• Multistage Model: The Relevance and ImpactGaining wide acceptance due to the strong evidence that cancer is a single cell in origin.Useful as a quantitative tool in the cohort analysis of tumors induced by chemicals.Found for the large part successful in describing many experimental and epidemiologic data.

  • Multistage Model: The Lesson & Its UtilitiesLeading to the use of more proper mitigation measures; and to the adoption by regulatory agencies for cancer risk assessment.Toxicologists using animal studies, without this epidemiology-based theory, would likely fail to elucidate or make fuller use of the mechanistic process of carcinogenesis.

  • Overview of Next Lectures Human Exposure Assessment I & IIHuman exposure assessment is one of the key components in the health risk assessment.Lecture 7 (Assessment I) will cover the direct measurement methods.Lecture 8 (Assessment II) will focus on the indirect measurement methods.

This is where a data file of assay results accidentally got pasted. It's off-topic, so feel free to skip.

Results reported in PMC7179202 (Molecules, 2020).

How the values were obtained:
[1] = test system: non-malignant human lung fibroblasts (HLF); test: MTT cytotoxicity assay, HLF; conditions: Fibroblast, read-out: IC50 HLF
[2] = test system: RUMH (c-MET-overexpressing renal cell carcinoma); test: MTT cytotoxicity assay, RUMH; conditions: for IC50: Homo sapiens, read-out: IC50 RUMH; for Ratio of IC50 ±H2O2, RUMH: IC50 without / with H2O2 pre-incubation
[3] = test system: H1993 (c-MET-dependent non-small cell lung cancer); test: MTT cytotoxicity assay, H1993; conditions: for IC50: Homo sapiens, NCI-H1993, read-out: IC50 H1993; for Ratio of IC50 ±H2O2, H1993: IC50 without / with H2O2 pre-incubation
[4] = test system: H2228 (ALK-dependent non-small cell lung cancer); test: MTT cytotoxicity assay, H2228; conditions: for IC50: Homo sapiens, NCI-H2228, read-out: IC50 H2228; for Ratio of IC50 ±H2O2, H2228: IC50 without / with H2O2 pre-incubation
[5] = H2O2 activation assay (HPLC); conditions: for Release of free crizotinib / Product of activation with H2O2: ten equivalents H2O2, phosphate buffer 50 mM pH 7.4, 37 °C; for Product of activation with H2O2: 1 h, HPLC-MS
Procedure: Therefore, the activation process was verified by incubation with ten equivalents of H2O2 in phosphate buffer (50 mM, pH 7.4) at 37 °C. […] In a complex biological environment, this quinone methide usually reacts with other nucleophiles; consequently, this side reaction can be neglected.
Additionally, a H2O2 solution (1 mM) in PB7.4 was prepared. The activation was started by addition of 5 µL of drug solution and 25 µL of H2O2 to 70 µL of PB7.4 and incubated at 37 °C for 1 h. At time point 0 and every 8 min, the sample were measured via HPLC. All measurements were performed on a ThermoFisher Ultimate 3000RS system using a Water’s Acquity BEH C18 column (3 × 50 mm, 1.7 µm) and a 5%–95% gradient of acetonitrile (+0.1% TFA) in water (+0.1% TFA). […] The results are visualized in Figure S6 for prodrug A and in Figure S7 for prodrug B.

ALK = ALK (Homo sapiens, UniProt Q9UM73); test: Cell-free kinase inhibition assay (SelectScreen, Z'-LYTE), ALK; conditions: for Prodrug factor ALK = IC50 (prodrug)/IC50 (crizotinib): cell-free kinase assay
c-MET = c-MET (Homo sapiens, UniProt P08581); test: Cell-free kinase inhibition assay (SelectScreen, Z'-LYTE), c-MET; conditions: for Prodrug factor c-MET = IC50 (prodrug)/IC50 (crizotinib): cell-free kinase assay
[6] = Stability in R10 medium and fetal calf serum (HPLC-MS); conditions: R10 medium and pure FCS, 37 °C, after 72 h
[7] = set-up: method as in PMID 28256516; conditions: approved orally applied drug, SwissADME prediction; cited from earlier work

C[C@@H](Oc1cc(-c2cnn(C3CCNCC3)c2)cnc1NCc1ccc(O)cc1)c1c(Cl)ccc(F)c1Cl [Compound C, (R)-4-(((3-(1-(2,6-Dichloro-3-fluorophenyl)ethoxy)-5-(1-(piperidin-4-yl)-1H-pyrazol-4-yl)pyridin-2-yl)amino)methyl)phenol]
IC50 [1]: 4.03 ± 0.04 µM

This is the sixth of 10 lectures on toxicologic epidemiology. It has been prepared to provide the students with three toxicologic events for the purpose of illustrating the epidemiologic side of toxicology. The linkage between epidemiology and toxicology was introduced briefly in Lecture 1, and further conceptualized in the second through fourth lectures. It is thought that for some toxicologist and epidemiologist practitioners, the use of historical cases is perhaps the most direct approach to convincing them about the intimate relationship between the two professions. Three historical epidemics were already presented in the last (fifth) lecture praising the toxicologic side of epidemiology.Note that the distinction made in this and the last lecture between the two sides is more a gimmick of drawing the students attention, than a representation of the reality. For each of these six cases and others not discussed, there is some truth that one side might have initiated or dominated the historical events or undertaking, but that would be pretty much the extent of the distinction. The titles of the 10 lectures are: (1) Toxicology and Epidemiology; (2) Public Health and Risk Assessment; (3) Toxicology and Risk Assessment; (4) Epidemiology and Risk Assessment; (5) Toxicologic Side of Epidemiology; (6) Epidemiologic Side of Toxicology; (7) Human Exposure Assessment I; (8) Human Exposure Assessment II; (9) Characterization of Health Risk; and (10) Toxicologic Epidemiology.Dr. Michael H. Dong, born in Hong Kong, holds a DrPA (Doctor of Public Administration) in health policy from the University of Southern California, and a PhD in Environmental Epidemiology from the University of Pittsburgh. He has also earned a BSc in biochemistry from the University of California at Davis/Riverside, a second BSc in forensic science from the California State University at Sacramento, and a MPH in environmental and nutritional sciences from UCLA. Dr. Dong currently is a Diplomate of the American Board of Toxicology (DABT) and a Certified Nutrition Specialist (CNS).Dr. Dong has been working for 11 years as a regulatory toxicologist at the State of California Department of Pesticide Regulation. Previously, he was on active duty for several years as a U.S. Public Health Service Commissioned Corps officer, working at the Center for Drug Research and Evaluation, U.S. Food and Drug Administration. He also served for several years as a U.S. Army Medical Service Corp officer with various assignments working as a nutritional, clinical, or research biochemist. Between the two military services, Michael worked for a year as an occupational toxicologist as well as an environmental epidemiologist at the Occupational Safety and Health Administration, U.S. Department of Labor.Michaels academic and professional trainings, his selected published work in such innovative concepts as physiologically-based pharmacokinetic (PB-PK) modeling and aggregate exposure assessment through Monte Carlo simulation, and the series of 10 lectures on toxicologic epidemiology, all point to his continuing interest in and commitment to promoting global health. In this lecture, students will learn that one critical side of toxicologic pursuits is epidemiology or the undertaking by epidemiologists. As defined in Lecture 1 (Slide 15), epidemiology is the study of factors that modify or influence the distribution of diseases in a (human) population. In many ways, toxicology is a discipline also striving to achieve ultimately much the same goals. The main difference between the two sciences is the study tools and subjects that they employ. Toxicologists tend to rely on controlled experiments, in vitro assays, and laboratory animals to pursue their professional interests. Epidemiologists on the other hand involve themselves more in associating human exposures to outcomes. In addition, the two professions are often different in their focus on the same health problems.Through three historical toxicologic events, students will learn the importance of epidemiology to toxicologic pursuits. They will appreciate that without this side of the input, many toxicologists cannot pursue too far with their professional or academic interests.Students will learn too that the impact of epidemiology on toxicologic events is not only dynamic, case-dependent, but usually also tremendous. They will find that in some instances, epidemiologic information is needed to assess the adverse effect(s) of a host of pollutants each with their acute toxic effects already well studied. Yet in other cases, the same type of evidence can be used to confirm the mechanism of toxicity in question. As with the last lecture, at the end of this lecture, students should be able to outline the epidemiologic incidents and the toxicologic events for each of the three case studies presented here. Each case has had a course of actions or incidents that sets its history. Students should also be able to characterize the epidemiologic information that is deemed critical to the events. Although some epidemiologic information cannot bring a toxicologic event to a closure, at the minimum it would narrow the knowledge gaps that otherwise cannot be completely filled with toxicology studies alone. In addition, students should contrast the various impacts made by the epidemiologic information on these toxicologic events, and be able to conceptualize the difference in these impacts. Insofar as the same type or the same level of epidemiologic information is not always needed or readily attainable, the importance and relevance of epidemiologic information to a toxicologic event necessarily varies with the situation involved. Finally, students should be able to appreciate the purpose for which the three case studies were presented in this lecture. There are numerous toxicologic events in history. The case studies were purposely selected to represent certain important concepts and principles which were highlighted in the slides labeled The Lesson (that to be learned). Like the three case studies selected in the last lecture, the three selected for illustration here are all too familiar to many epidemiology or toxicology students. These are the ginger jake paralysis epidemic, the London smog of 1952, and the multistage model of carcinogenesis.The ginger jake paralysis episode was a result of delayed neourotoxicity induced by tri-ortho-cresyl phosphate (TOCP), which is one of the organophosphates (OP) generally recognized as having the ability to selectively inhibit the acetylcholinesterase (AChE) enzyme activity in mammals and hence to cause fatal hyperactivity of their acetylcholine neurotransmitter. The London smog of 1952 was a predictable environmental disaster involving fatal respiratory stress caused by breathing heavily air pollutants each with their acute toxic effects already well studied. It was this 1952 incident that had brought the issue of air pollution to global attention. Carcinogenesis is the biochemical as well as mechanistic process that characterizes the transformation of normal cells to neoplastic cells and the further development of neoplastic cells into a tumor. The focus with this case is to demonstrate how epidemiologic information can be used to confirm the multistage development of certain forms of human cancer. Numerous toxicologic events occurred in history. The above three case studies were selected primarily because they represent a wide spectrum of use of epidemiologic studies, even though these cases all occurred within a period of three decades running from the 1930s to the 1950s.Like the nutritional disease pellagra discussed in the last lecture, in the United States ginger jake paralysis is a disease of the past. This paralysis, also nicknamed jake leg, is the common type of organophosphate-induced delayed neuropathy (OPIDN). It is characterized by muscular weakness, unsteady gait, ataxia, and flaccid paralysis of the limbs, particularly the legs. Historically, the first organophosphate (OP) used as an insecticide was the extremely potent acetylcholinesterase (AChE) enzyme inhibitor tetraethylpyrophosphate (TEPP) developed in Germany in 1942. Other 200 some OP esters available today include the more commonly used pesticides malathion and diazinon, and the widely used liquid plasticizer tri-ortho-cresyl phosphate (TOCP).All OP are generally considered as capable of inhibiting the AChE enzyme in mammals and insects. When AChE is severely inhibited, the acetylcholine neurotransmitter will not be hydrolyzed but accumulated to cause mild or fatal effects related to excessive nerve response. Some such adverse neurologic effects have a delayed onset and, as stated above, are referred to as OPIDN. Through its metabolic products, and hence presumably leading to a delayed (1 to 3 weeks) type onset, TOCP can inhibit AChE and was proven to be responsible for the ginger jake syndrome. One of its neurotoxic metabolites seen to be definitely associated with the jake leg syndrome is tri-ortho-tolyl phosphate. The delayed peripheral paralysis that follows the early syndrome of nausea, vomiting, and diarrhea is typically evidenced by wrist drop and foot drop. As stated in Ecobichon (1996), the syndrome like ginger jake paralysis has been known for a century. It is a delayed neurotoxicity, especially that induced by organophosphates (OP). The initial symptoms are characterized by muscle weakness in the arms and legs, eventually leading to clumsy, shuffling gait, hyperreflexia, and even a permanent damage to the pyramidal tracts. The syndrome is later known as ginger jake paralysis due to its first major epidemic resulting from the consumption of an illegal alcohol Jamaica ginger jake contaminated with the OP ester tri-ortho-cresyl phosphate (TOCP).The biochemistry and toxicity of TOCP (available as a colorless liquid) were studied extensively soon after the syndrome was associated with the ginger jake episode. TOCP is apparently the most toxic isomer of tricresylphosphate (TCP), the latter also being available as an industrial chemical with numerous commercial applications. TCP is relatively nontoxic and has been widely used as a lubricant, gasoline additive, plasticizer, and flame retardant.TCP as well as TOCP, together with some OP, can induce a delayed neuropathy after a single dose. The initial effects of these OP do not seem to involve the inhibition of acetylcholinesterase, but rather the inhibition of the neurotoxic esterase (NTE) enzyme (Johnson, 1975, 1976). The exact role of NTE inhibition in the initiation of delayed neuropathy remains unknown, although its enzymatic activity is known to be highest in nervous tissue (see, e.g., Hodgson et al., 1998). Early in 1930, American newspapers in the south and midwest began to report on a strange new paralytic illness that eventually had affected some 20,000 people. This first major epidemic was soon linked to the consumption of Jamaica ginger commonly referred to as jake by those using the fluid extract as an alcohol substitute during the prohibition years. The association was initiated by two Oklahoma doctors named E. Miles and W.H. Goldfain (Parascandola, 1994).The alcoholic extracts of Jamaica ginger was not considered as the culprit at the time, because it had been used in the United States since the 19th century, long before the advent of the Prohibition (of the 1930s). Working closely with colleagues in other bureaus and laboratories, Dr. Maurice Smith of the U.S. Public Health Service eventually and shortly confirmed that tri-ortho-cresyl phosphate (TOCP) was the compound responsible for the jake leg syndrome. Because of its relatively low acute toxicity, TOCP almost escaped blame as the poison causing the epidemic. Yet fortunately or unfortunately, TOCP was firmly identified as a constituent of the adulterated jake. And the same delayed paralysis symptoms were seen in rabbits and some other species dosed with a 2.5% solution of TOCP in 80% alcohol (Smith and Elvove, 1930).Another 10,000 people in Morocco were also poisoned with TOCP in 1959. The victims had eaten food cooked in olive oil adulterated with lubricating oil; and the latter happened to be contaminated with TOCP (Manahan, 1989).The two major incidents of ginger jake or ginger jake like paralysis described in the last slide had a great impact on the toxicology of tri-ortho-cresyl phosphate (TOCP). Together, the adulteration of Jamaica ginger and of cooking oil with TOCP had affected nearly half million of people.More than a century ago, TOCP was already found to be capable of inducing some form of polyneuritis (Lorot, 1899, as cited by Ecobichon, 1982). Its ability to induce delayed polyneuropathy was not confirmed, however, until after the two outbreaks had occurred. The ginger extract samples collected from the victims and from the production sources provided strong evidence linking the delayed neurotoxicity to TOCP. It was this epidemiologic evidence that enabled Maurice Smith and his colleagues at the U.S. National Institutes of Health to focus their attention on TOCP as the prime suspect. After all, not every test species in their animal studies developed the paralysis syndrome when given the suspected gingers or the TOCP solution.The concern over this type of adverse effects has persisted to this date. For example, the U.S. Environmental Protection Agency (U.S. EPA, 1996) subsequently developed a regulatory guideline specifically for testing delayed neurotoxicity of organophosphates from acute and 28-day exposure. A large number of toxicology studies also have been conducted attempting to reveal the actual mechanism by which TOCP or other organophosphorus esters cause the ginger jake like paralysis (see, e.g., Abou-Donia, 1985; Ecobichon, 1982). The purpose of presenting this first case study here is at least three-fold. Although as mentioned in Slide 8, tri-ortho-cresyl phosphate (TOCP) has relatively low acute toxicity and widely used in industry, the compound is a potent neurotoxin if abused. Ironically, even after the Jamaica ginger epidemic in the United States was over, there were still numerous outbreaks involving TOCP contained in mineral oils and fat substitutes that were deliberately used for cooking (Ecobichon, 1982).Available toxicologic investigations and epidemiologic studies all have pointed to the fact that only the ortho isomer of tricresylphosphate is a strong inducer of delayed polyneuropathy in humans and some mammals. These observations suggest that, like some other adverse effects (such as those of thalidomide discussed in the last lecture), delayed neurotoxicity is extremely specific to chemical structure. Because TOCP is a strong inducer of delayed neuropathy, it is not a relatively potent inhibitor of the acetylcholinesterase enzyme. This fact was also confirmed by the numerous epidemiologic studies that were conducted to investigate the TOCP-related poisonings.Finally, this case study shows that, like in many other incidents, it was epidemiologic evidence that had facilitated as well as advanced the toxicology of TOCP. It had been estimated that the infamous London smog of 1952, that lasting about a week from December 4 to 10, resulted in nearly 4,000 premature deaths. Most of these excess deaths were elderly and those with preexisting cardiac and respiratory diseases, who apparently were unable to cope with the added stress imposed by breathing heavily polluted air. As noted by Costa and Amdur (1996), it is ironic that 16 years earlier the prediction had been made that if an incident like that in the Meuse Valley (in Belgium in 1930) occurred in London, some 3,200 deaths would result.The term smog is now more commonly used to characterize the irritating photochemical air pollution caused by the effects of bright sunlight on chemicals in vehicle emissions (Hodgson et al., 1998). Initially it was referred to as the mixture of smoke (with particle diameter of 0.05 - 1.0 m) and fog that provided such limited visibility as < 3 feet to the victims of the 1952 incident. According to Elsom (1996), such a limited visibility was in part a result of the vast amounts of suspended particulates and sulfur dioxide from millions of domestic chimneys serving inefficient coal-burning household fires, together with emissions from thousands of wasteful industrial plants being spewed into the foggy, stagnant atmosphere of the River Thames basin.The effects of poor quality of urban air were recognized as early as some 2,000 years ago, by the Roman philosopher Seneca, who wrote As soon as I had gotten out of the heavy air of Rome . . ., I felt an alteration to my disposition. (Miller and Miller, 1993, as cited by Costa and Amdur, 1996).The major air pollutants of the 1952 incident were primairly sulfur dioxide (SO2), along with carbon monoxide (CO), nitrogen oxides (NOx), and ozone (O3). These pollutants accounted for about 98% of air pollution then (and now as well) worldwide (see e.g., Costa and Amdur, 1996; Elsom, 1996).SO2 is an intermediate in the formation of sulfuric acid. This irritant affects predominantly the upper airway, and is a common air pollutant produced by the combustion of pyrite (FeS2) available in coal and fuel oil. These sources add millions of tons of SO2 to the global atmosphere each year. Acid rain results if the pH of the deposition is lowered by this air pollutant.CO is a potent chemical asphyxiant, in that it can readily bind to hemoglobin to prevent oxygenation of the blood for systemic transport. The two most common oxides of nitrogen are nitric oxide (NO) and nitrogen dioxide (NO2), the latter of which can be readily converted from the former through the so-called photochemical smog formation (2NO + O2 2NO2). This conversion consists of complex chain reactions involving light energy and unstable reactive intermediate species. Inhalation of NO2 causes severe irritation of the innermost parts of the lungs resulting in primarily pulmonary edema and fatal bronchiolities fibrosa obliterans (Manahan, 1989). O3 is a reactive and toxic form of elemental oxygen. The production of pollutant atmospheric ozone occurs readily under the conditions of photochemical smog formation discussed above.In addition to the 4 major air pollutants (sulfur dioxide, nitrogen oxide, carbon monoxide, and ozone) discussed in the last slide, suspended particulate matter (PM10) and volatile organic compounds (VOC) are also pollutants commonly studied by inhalation toxicologists and air pollution epidemiologists.PM10 is a generic term for fine particles that are light enough to be suspended in air for hours to days. These solid and liquid particles commonly have effective diameters < 1 m, but maybe up to 5 or 10 m, and hence are typically within the inhalable range. Black smoke, that produced in the incomplete combustion of coal or oil, is one component of PM10. VOC as a group are also important because of their role as precursors, with oxides of nitrogen, in the photochemical formation of summer smog pollution. One VOC component of interest is , primarily for its direct toxic effects, petroleum benzene emitted to air as an exhaust product or through evaporative losses.Data on air pollution levels collected by the Global Environmental Monitoring System indicate that as many as 1.6 billion people may be at risk from poor air quality in urban areas throughout the world (reported by the Hong Kong Government, Environmental Protection Department, as cited by Elsom, 1996). Also pointed out by Elsom (1996), a professor of climatology at the Oxford Brookes University, is that congested aeras likewise suffer high levels of traffic-generated pollutants, such as carbon monoxide, VOC, and nitrogen dioxide. Professor Elsom has provided an extensive review of the seriousness and causes of air pollution problems encountered by many cities worldwide.The London smog of 1952 shortly prompted the British government to introduce the Clean Air Act of 1956, which permitted local authorities in Greater London to designate areas within which only smokeless fuels could be burned.Initially most studies on adverse health effects of air pollution had a focus on short-term changes in incidence associated with places where coal had been widely used for domestic heating and industrial purposes. According to Maynard and Waller (1991), epidemiologic studies (e.g., Martin and Bradley, 1960) subsequent to those for the London smog of 1952 continued to show a fair correlation between smaller increases in daily deaths in Greater London and more modest episodes of high pollution like smoke and sulfur dioxide. Further epidemiologic studies related to major air pollution episodes were summarized in Maynard and Waller (1991), Costa and Amdur (1996), Elsom (1996).Since the conduct of these acute epidemiologic studies, especially those on the 1952 incident, chronic effects of the major air pollutants have become an equally important subject matter to inhalation toxicologists. This series of acute epidemiologic and chronic toxicologic studies eventually led to a better understanding of the formation of photochemical (summer) smog. Summer smogs are major air pollution problems currently encountered by many traffic-congested megacities like Los Angles, Mexico City, and London. Winter and summer smogs are weather-specific. Unfavorable meteorological conditions are in fact fundamental to the adverse effects of air pollutants, which act as an agglomerate. The once predominant sulfur dioxide in the London winter smog of 1952 is now being replaced gradually by the fine particulates, nitrogen oxides, and carbon monoxide from vehicle emissions. Even before the winter smogs returned in the late 1980s, London began experiencing severe summer smogs from photochemical formation, partly due to the increased levels of ozone occurring since the mid-1970s. As another example, Los Angeles experienced the worst air quality in the USA in 1993, also due to high levels of ozone present in this traffic-dense megacity (Elsom, 1996). Ozone is a strong oxidizing agent and reacts with a range of cellular components. As a photochemical pollutant, ozone (O3) reacts with nitric oxide (NO) to form nitrogen dioxide (NO2) and oxygen (O2): O3 + NO NO2 + O2.From this second case study, it is clear that the adverse health effects of the air pollutants cannot be investigated through classic toxicology studies alone. As concluded by Elsom (1996), The polluted urban atmospheres that most of us breathe are cocktails of many different pollutants. Although the adverse effects of each of the major air pollutants can be investigated effectively using one or more laboratory animal species, it is almost impractical to purposely place the animal subjects in a controlled environment (e.g., a chamber) where a collection of air pollutants would exert their effects exactly as if when they were present in the urban (ambient) atmospheres.Carcinogenesis per se is referred to as the biochemical process characterizing the transformation of normal cells to neoplastic cells which may eventually progress into tumor cells. The multistage model of carcinogenesis is a mechanistic as well as a biomathematical theory used to characterize this biochemical process. The mechanistic process of carcinogenesis has been studied rigorously by toxicologists specialized in molecular biology and the like, beginning at the time when these fields were still in their infancy.Tumor as a human disease, on the other hand, has been recognized for centuries, dating back at least to the description of breast cancer in the Edwin Smith Papyrus (that Ancient Egyptian medical treatise first deciphered by the American Egyptologist Edwin Smith). The notion that exposure to chemicals can induce carcinogenesis is likewise ancient. In fact, cancer epidemiologists are often proud of citing the classic observation made in 1775 by the eminent English physician Percivall Pott, that an unusually high incidence of scrotal cancer was found in patients with a history of employment as chimney sweeps.The overall biochemical and cellular processes for the induction of cancer are thought to be quite complex, in some cases likely involving several stages. Two major carcinogenic stages are generally recognized: an initiation step followed by a promotional process. Chemical carcinogens are often mutagenic, suggesting that they are likely to alter the macromolecule DNA in a manner such that the affected cell would continue to replicate itself and eventually develop into some cancerous tissues.In addition to the initiation and promotion steps mentioned in the last slide, Miller and Miller (1979) also suggested two additional stages for the induction of cancer by most chemicals or agents. Some agents are initially unharmful precarcinogens that later can be biotransformed into harmful ultimate carcinogens that are usually mutagenic and electrophilic, those tending to bind to cellular macromolecultes (DNA, RNA, proteins, etc.).In accordance with the classic Millers model, the early phase of the multistage process is generally described as initiation or transformation. The initiated cell(s) appears not to be visible as tumor cell(s) during this apparently irreversible phase involving a short(er) duration. This phase is presumed to exist, however, in that a subsequent phase known as promotion or progression can cause an activated (and only activated) cell to develop into tumor cells. Promotion per se is thought to be a highly complex long process, for which several (sub)stages are involved and the early ones are usually reversible.The classic system for the demonstration of this multistage process is the induction of skin tumor in mice. This system was based partly on Deelmans induction scheme (1927), and in part on the somatic cell mutation theory of cancer advanced by Bauer (1928). More recent data showed that the classic two-event model is valid for sites other than animal skin. Dong (1984) also noted that although the classic initiation-promotion model has much to contribute, the multistage theory of carcinogenesis was actually an outgrowth of the challenge to both the single stage model and the multicell theory.The single stage model proposed by Iversen and Arley (1950) is perhaps the earliest quantitative theory of carcinogenesis. At about that time, some investigators were intrigued by the fact (see, e.g., Dong, 1984; Lilienfeld and Lilienfeld, 1980) that many cancer incidences in the adult human population increased proportionally with the 5th or 6th power of age, a variable supposedly implicating exposure duration. The single stage model is unable to account for the power law relationship, however, given that it assumes a single transformation rate throughout the course of carcinogenesis. Fisher and Hollomon (1951) attempted to explain this relationship with a multicell theory, which assumes that a certain number and concentration of different cells must assemble in a single tissue in order for a tumor to develop. However, the concentration dependence relationship as conceived in the multicell model was likewise found to be incompatible with epidemiological data.Another new theory, which appears to prevail to this date, was then proposed by Muller (1951) and Nordling (1953) to account for the aforesaid age-dependence relationship. The Muller-Nordling model is basically a single cell theory. This version assumes that only a single cell will give rise to a tumor after the cell has suffered (exponentially) a number k of sequential, heritable changes a, each at a different occurrence rate, and hence is referred to as the multistage model. According to Armitage and Doll (see, e.g., 1954), the multistage model asserts that the background incidence rate B(t) = (a1a2 . . . ak)tk-1, where t is the age or time at which the tumor becomes visible.The Armitage and Doll version of the multistage model (see last slide) was later found to be quite useful as a quantitative tool. For example, a cohort analysis based on the multistage approach indicated that coke oven emissions do not appear to have a late stage effect of lung cancer in steelworkers (Dong, 1984; Dong et al., 1988). The number of carcinogenic stages involved was estimated to be 4 in that analysis, although there was only moderate to weak indication that the coal tar in the emissions acts as an initiator. These findings are compatible with those derived from other empirical data, such as that by Day and Brown (1980) showing that the benzo()pyrene fraction in the cigarette smoke condensate also affects predominately an early carcinogenic stage. One key substance contained in coal tar is also benzo()pyrene.Like the single stage and multicell models described in the last slide, the multistage theory is not completely free of defects. For example, Moolgavkar (1978) has argued that the multistage theory can legitimately be applied only to cohort data for tumors that are not sensitive to environmental influences.Nonetheless, it has been shown that mathematical models based on the general multistage theory are for the large part successful in describing many experimental and epidemiological data (Day and Brown, 1980; Whittemore and Keller, 1978). The multistage theory is gaining wide acceptance in part because there had been strong evidence that cancer is a single cell in origin (Fialkow, 1974; Gartler, 1974).One utility of the multistage model is that more proper measures could be used to mitigate the exposure in question, if the carcinogen were identifiable as having an early or late stage effect. It should be pointed out that the number of stages need not be > 2 when the theory is actually applied. Day and Brown (1980) noted that certain carcinogens appear to affect only the early or late stages, whereas some others would have an effect on both or several stages. In the United States, the multistage model is also used extensively in quantitative cancer risk assessment by several federal health regulatory agencies (see, e.g., Federal Register, 1996, 1997). As summarized in the last slide, it was a series of epidemiologic observations that had driven the development of the multistage theory. This series of epidemiologic studies suggested that for many forms of human cancer, the incidence rates R(t) at age t may be written as: R(t) = p(tk), where k is a constant being about 5 or 6 and p is a population-specific proportionality constant. Although the multistage model rests on the single cell theory assuming that only a single cell will give rise to a tumor, initially it had a close relationship with the classic initiation-promotion system of skin tumor in mice.The important lesson here is that toxicologists using animal studies alone without a quantitative theory would likely fail to elucidate or make fuller use of the mechanistic process of carcinogenesis, at least for some forms of human cancer. Again, the multistage model was made possible due to a series of epidemiologic studies that brought out the above power law relationship. Human exposure assessment is one of the key components in the health risk assessment (RA) paradigm formulated by the National Research Council (1983, 1994). Its importance and relevance were brought up repeatedly in the previous lectures. In these next two lectures, students will be given a detailed description and an expanded discussion on the techniques and methods used for this important RA component.Lecture 7 will focus on the (presumably more) direct measurements used in human exposure assessments, primarily those based on the use of some form of biological monitoring. With biological monitoring of exposure, the health risk can be assessed through the evaluation of the internal dose in individuals. If the internal dose could be measured accurately and precisely, then such a quantity would account for the exposure from all practical sources.Since the internal dose cannot be measured in every case or for all human exposures, measurements of the external dose become necessary in RA. External doses can be extrapolated from assumed contact rates where applicable, and the agents ambient (environmental) concentrations in air, food, water, soil, and clothing. In some cases, the exposure will be measured even more indirectly using survey results, employment histories, medical records, and the like. These indirect measurement methods will be the topics of Lecture 8.